His first lead role was as a hardcore fanatic in Yash Chopra’s bold “Dharmputra” (1961), but this happened to be a one-off as Shashi was more suitable as a lover-boy who always got the girl — eventually. In this avatar, he once even pipped Amitabh Bachchan — in “Kabhi Kabhie” (1976).
Shashi Kapoor was also famous as a reasonable foil to the ‘Angry Young Man’ in a dozen films, from “Roti Kapda Aur Makaan” (1974) to “Akayla” (1991), and including classics like “Trishul” (1978), “Shaan” (1980), “Silsila” (1981), “Namak Halaal” (1982). It was in one of these roles where he once spoke the four most iconic and immortal words in Bollywood’s history – “Mere paas Ma hai” in “Deewar” (1975).
However, he did not rest on his laurels but also went on to become India’s first international star, starring in several acclaimed Ivory-Merchant films, among others.
In these he was not only cast in predictable roles — a decadent nawab (“Heat and Dust”, 1982), a prince-turned-ascetic (“Siddhartha”, 1972) or a devious local noble with a hidden murderous side (in “The Deceivers”, 1988 opposite Pierce Brosnan) — but also in more realistic, nuanced ones — a lower middle-class teacher coming to grips with marital life (“The Householder”, 1963), a flamboyant Bollywood star (“Bombay Talkies”, 1970), the straight-laced ‘desi’ father in “Sammy and Rosie Get Laid” (1988), and a poet in the twilight of life and reputation (“Muhafiz”/”In Custody”).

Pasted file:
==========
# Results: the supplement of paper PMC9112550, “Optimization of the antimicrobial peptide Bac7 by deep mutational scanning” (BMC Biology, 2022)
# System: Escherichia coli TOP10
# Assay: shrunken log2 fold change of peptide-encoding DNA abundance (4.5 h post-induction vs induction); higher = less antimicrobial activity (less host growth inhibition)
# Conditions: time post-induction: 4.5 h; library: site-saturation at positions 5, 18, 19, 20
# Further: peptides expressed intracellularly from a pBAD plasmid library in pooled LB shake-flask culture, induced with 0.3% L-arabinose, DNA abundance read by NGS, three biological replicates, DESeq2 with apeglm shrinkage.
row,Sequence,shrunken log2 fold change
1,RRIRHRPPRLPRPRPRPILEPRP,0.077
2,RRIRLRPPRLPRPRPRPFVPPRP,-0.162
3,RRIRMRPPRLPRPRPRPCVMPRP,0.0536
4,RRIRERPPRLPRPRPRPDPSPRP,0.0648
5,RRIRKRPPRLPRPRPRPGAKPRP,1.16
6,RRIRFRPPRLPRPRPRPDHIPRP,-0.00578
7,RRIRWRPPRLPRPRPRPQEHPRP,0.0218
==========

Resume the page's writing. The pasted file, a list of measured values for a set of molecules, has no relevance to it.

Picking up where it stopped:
He also went on to play the angel narrator of Mohammad Ali Jinnah’s life in “Jinnah” (1988).
But Shashi, for all his international prowess, did not neglect the Hindi film industry with appearances in 148 films between 1945 and 1998, in which he was the sole hero in 61 and a lead hero in 53 multi-starrers, supporting actor in 21, while also clocking seven guest appearances and some child artiste roles.